Samples of Arabidopsis plants.Samples of Arabidopsis plants.

Key to this research is an adaptor protein gene called SRFR1, a.k.a. “Surfer One.” In addition to regulating plant immune systems, the gene appears to be important in integrating different stress signals and balance immune responses with growth and development. As Gassmann’s doctoral students Sang He Kim and Fei Gao discovered, Arabidopsis plants without SRFR1 lose their traditional shape and growth rate as the immune receptors become more active and the plants build their resistance levels to pathogens.

A master’s student of Gassmann’s from Saudi Arabia, Nadiyah Alamri, recently defended her thesis on the work she did after sequencing the SRFR1 gene — which can also be found in humans, mice, puffer fish and amoebas, among other organisms — in a tomato plant in the hope of one day seeing if the same relationship between SRFR1 and Arabidopsis holds true for tomatoes. The tomato plant could benefit the earliest from a translation from the lab to the field, Gassmann said.

While many insights from Arabidopsis research has been translated to crop plants, the heightened immunity traits are difficult to transfer to crops due to the resulting smaller plant size compared to those without any modifications. This difficulty often leads to a yield penalty “unless we understand how the whole system is regulated,” Gassmann said.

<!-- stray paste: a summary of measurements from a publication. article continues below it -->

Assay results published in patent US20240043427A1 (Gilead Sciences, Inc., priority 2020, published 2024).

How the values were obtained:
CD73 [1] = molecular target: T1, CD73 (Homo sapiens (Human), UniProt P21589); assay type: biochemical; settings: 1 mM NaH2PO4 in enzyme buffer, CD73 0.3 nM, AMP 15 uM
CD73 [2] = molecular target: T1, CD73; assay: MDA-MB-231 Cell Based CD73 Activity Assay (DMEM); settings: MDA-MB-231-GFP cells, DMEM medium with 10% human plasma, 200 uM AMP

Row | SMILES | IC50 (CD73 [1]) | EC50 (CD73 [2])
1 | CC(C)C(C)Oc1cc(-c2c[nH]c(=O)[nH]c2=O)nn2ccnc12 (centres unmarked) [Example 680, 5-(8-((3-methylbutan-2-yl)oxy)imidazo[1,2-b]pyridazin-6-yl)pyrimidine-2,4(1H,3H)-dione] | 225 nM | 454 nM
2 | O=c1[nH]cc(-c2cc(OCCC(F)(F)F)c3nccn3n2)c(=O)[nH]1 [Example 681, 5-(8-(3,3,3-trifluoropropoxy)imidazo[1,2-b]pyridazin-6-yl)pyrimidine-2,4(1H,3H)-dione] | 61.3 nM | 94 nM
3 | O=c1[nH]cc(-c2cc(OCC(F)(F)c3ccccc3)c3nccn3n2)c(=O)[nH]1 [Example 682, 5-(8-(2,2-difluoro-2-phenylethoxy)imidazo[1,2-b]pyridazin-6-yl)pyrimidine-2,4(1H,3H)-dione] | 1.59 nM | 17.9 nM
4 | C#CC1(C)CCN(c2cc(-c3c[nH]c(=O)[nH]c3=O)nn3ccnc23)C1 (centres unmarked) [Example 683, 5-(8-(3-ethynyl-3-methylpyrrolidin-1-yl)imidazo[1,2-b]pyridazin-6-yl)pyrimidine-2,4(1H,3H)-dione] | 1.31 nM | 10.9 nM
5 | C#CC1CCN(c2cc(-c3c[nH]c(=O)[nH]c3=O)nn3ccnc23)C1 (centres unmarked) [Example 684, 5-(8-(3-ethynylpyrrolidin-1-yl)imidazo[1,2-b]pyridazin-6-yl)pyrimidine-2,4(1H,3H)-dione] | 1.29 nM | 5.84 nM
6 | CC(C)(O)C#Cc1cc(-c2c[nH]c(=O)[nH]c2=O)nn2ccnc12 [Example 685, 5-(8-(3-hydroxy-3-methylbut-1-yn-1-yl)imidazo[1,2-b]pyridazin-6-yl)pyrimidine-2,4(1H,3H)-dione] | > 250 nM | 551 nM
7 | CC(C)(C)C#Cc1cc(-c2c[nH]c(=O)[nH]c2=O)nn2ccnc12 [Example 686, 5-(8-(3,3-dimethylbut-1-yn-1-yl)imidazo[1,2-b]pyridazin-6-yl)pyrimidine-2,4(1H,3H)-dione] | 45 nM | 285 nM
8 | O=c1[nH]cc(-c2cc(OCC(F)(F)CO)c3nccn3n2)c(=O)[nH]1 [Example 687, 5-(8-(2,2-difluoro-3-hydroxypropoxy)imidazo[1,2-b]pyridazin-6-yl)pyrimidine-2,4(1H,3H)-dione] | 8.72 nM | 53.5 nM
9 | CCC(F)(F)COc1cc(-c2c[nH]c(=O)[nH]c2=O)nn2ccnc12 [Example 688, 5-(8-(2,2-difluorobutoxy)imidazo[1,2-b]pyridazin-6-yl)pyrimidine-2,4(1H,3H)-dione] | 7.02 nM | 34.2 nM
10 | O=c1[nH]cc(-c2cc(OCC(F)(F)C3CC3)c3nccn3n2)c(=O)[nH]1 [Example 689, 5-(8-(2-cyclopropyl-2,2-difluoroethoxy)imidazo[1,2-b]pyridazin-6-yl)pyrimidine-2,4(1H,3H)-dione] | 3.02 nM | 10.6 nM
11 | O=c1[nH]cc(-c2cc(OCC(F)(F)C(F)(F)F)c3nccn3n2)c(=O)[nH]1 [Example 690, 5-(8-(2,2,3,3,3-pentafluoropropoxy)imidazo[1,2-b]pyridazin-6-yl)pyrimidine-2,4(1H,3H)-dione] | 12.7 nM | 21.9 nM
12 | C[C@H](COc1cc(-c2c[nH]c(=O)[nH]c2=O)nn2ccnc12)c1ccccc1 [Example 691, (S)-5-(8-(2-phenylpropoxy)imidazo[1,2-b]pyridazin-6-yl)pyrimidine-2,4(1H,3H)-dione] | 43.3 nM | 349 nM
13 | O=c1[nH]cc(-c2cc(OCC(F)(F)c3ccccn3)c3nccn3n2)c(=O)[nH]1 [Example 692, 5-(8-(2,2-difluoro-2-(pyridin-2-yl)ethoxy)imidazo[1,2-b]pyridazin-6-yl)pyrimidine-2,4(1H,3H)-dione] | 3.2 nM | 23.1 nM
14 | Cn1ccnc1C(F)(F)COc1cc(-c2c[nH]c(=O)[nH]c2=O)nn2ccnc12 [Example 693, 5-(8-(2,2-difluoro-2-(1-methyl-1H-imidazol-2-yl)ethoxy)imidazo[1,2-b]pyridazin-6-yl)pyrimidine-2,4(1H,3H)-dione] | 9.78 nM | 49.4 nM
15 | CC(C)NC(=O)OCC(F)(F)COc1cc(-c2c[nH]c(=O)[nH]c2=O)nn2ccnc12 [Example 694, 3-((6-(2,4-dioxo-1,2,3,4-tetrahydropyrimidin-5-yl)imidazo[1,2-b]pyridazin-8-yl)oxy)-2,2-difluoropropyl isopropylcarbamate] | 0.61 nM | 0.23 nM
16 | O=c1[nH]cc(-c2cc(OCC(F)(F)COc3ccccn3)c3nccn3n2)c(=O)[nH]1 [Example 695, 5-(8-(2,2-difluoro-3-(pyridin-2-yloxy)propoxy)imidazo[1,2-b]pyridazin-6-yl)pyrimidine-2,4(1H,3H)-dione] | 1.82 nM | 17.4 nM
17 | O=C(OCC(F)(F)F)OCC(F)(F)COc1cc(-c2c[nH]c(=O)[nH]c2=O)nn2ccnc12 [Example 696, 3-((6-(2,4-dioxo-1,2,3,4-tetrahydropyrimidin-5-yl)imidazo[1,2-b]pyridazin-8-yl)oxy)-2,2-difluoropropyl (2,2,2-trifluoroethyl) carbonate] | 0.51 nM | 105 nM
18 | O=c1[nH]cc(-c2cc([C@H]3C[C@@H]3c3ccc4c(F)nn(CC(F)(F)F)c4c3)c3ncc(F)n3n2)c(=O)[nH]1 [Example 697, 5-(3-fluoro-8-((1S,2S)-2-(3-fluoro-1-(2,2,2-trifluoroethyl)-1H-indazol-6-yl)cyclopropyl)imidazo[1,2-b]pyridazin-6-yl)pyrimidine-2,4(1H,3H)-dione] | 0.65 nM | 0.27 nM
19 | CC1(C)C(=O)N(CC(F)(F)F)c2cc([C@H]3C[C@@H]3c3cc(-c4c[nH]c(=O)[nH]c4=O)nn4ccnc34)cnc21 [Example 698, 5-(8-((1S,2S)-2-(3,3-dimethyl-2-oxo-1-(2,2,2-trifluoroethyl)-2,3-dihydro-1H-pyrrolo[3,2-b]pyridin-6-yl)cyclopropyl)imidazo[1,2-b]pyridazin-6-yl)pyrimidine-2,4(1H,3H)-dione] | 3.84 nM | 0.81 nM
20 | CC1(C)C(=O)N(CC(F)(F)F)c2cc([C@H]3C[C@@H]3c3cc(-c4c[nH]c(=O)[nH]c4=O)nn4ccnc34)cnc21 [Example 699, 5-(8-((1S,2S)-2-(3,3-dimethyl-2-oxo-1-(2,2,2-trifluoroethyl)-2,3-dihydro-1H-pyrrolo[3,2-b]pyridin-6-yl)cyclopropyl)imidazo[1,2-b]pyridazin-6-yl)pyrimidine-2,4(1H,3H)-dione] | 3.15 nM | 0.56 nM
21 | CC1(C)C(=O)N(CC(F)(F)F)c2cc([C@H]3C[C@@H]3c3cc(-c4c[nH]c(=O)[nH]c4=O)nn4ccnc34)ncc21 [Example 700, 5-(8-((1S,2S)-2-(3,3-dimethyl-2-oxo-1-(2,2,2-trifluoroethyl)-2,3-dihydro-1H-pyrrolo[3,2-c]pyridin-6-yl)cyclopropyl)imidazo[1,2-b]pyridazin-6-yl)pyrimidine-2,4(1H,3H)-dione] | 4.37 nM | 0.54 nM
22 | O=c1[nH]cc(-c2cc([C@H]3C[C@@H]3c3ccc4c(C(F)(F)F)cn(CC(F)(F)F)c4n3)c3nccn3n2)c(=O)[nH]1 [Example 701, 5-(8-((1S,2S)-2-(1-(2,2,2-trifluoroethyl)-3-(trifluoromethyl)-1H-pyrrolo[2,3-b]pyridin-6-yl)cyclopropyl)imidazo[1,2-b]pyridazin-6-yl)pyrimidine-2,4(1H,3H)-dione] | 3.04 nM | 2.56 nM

Still, Gassmann and others studying the plant immune system remain hopeful to be able to one day see the development of crop plants that possess a higher ability of immunity to pathogens while still growing to a hearty size and amount.

In the recent years, Gassmann has begun to develop an interest an vegetable crops — and the ability for farmers in developing countries to plant them — given their high nutritional value and short shelf life.

“They are best grown where the people need it,” Gassmann said, “and to do that without pesticides and fertilizer we really need to improve vegetables in those countries to make it easier for people to grow them.”